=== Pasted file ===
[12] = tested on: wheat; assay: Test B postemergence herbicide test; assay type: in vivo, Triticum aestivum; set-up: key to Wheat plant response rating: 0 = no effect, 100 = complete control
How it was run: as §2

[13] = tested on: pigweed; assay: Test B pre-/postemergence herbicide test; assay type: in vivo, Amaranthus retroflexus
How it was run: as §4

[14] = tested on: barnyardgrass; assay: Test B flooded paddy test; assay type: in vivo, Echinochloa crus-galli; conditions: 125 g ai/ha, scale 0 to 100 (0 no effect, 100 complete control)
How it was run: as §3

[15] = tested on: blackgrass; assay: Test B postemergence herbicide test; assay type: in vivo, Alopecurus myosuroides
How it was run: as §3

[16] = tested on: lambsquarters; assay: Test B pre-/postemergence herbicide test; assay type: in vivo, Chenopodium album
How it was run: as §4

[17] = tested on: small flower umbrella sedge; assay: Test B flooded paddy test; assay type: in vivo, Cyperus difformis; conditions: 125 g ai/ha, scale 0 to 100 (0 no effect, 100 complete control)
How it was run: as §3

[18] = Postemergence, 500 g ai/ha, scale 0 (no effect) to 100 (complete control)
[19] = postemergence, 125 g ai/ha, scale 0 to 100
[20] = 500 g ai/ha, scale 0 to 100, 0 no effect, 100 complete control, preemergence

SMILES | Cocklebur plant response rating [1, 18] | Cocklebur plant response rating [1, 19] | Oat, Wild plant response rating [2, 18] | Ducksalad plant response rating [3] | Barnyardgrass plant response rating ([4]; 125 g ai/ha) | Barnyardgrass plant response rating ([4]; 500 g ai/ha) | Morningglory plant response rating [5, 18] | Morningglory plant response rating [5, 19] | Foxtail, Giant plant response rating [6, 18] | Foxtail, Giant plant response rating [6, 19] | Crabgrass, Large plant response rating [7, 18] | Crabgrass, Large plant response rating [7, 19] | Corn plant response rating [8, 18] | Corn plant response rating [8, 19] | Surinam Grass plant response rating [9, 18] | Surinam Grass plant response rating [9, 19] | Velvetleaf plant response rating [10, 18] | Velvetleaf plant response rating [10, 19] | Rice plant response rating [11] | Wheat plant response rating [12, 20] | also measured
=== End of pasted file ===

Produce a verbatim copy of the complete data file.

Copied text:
[12] = tested on: wheat; assay: Test B postemergence herbicide test; assay type: in vivo, Triticum aestivum; set-up: key to Wheat plant response rating: 0 = no effect, 100 = complete control
How it was run: as §2

[13] = tested on: pigweed; assay: Test B pre-/postemergence herbicide test; assay type: in vivo, Amaranthus retroflexus
How it was run: as §4

[14] = tested on: barnyardgrass; assay: Test B flooded paddy test; assay type: in vivo, Echinochloa crus-galli; conditions: 125 g ai/ha, scale 0 to 100 (0 no effect, 100 complete control)
How it was run: as §3

[15] = tested on: blackgrass; assay: Test B postemergence herbicide test; assay type: in vivo, Alopecurus myosuroides
How it was run: as §3

[16] = tested on: lambsquarters; assay: Test B pre-/postemergence herbicide test; assay type: in vivo, Chenopodium album
How it was run: as §4

[17] = tested on: small flower umbrella sedge; assay: Test B flooded paddy test; assay type: in vivo, Cyperus difformis; conditions: 125 g ai/ha, scale 0 to 100 (0 no effect, 100 complete control)
How it was run: as §3

[18] = Postemergence, 500 g ai/ha, scale 0 (no effect) to 100 (complete control)
[19] = postemergence, 125 g ai/ha, scale 0 to 100
[20] = 500 g ai/ha, scale 0 to 100, 0 no effect, 100 complete control, preemergence

SMILES | Cocklebur plant response rating [1, 18] | Cocklebur plant response rating [1, 19] | Oat, Wild plant response rating [2, 18] | Ducksalad plant response rating [3] | Barnyardgrass plant response rating ([4]; 125 g ai/ha) | Barnyardgrass plant response rating ([4]; 500 g ai/ha) | Morningglory plant response rating [5, 18] | Morningglory plant response rating [5, 19] | Foxtail, Giant plant response rating [6, 18] | Foxtail, Giant plant response rating [6, 19] | Crabgrass, Large plant response rating [7, 18] | Crabgrass, Large plant response rating [7, 19] | Corn plant response rating [8, 18] | Corn plant response rating [8, 19] | Surinam Grass plant response rating [9, 18] | Surinam Grass plant response rating [9, 19] | Velvetleaf plant response rating [10, 18] | Velvetleaf plant response rating [10, 19] | Rice plant response rating [11] | Wheat plant response rating [12, 20] | also measured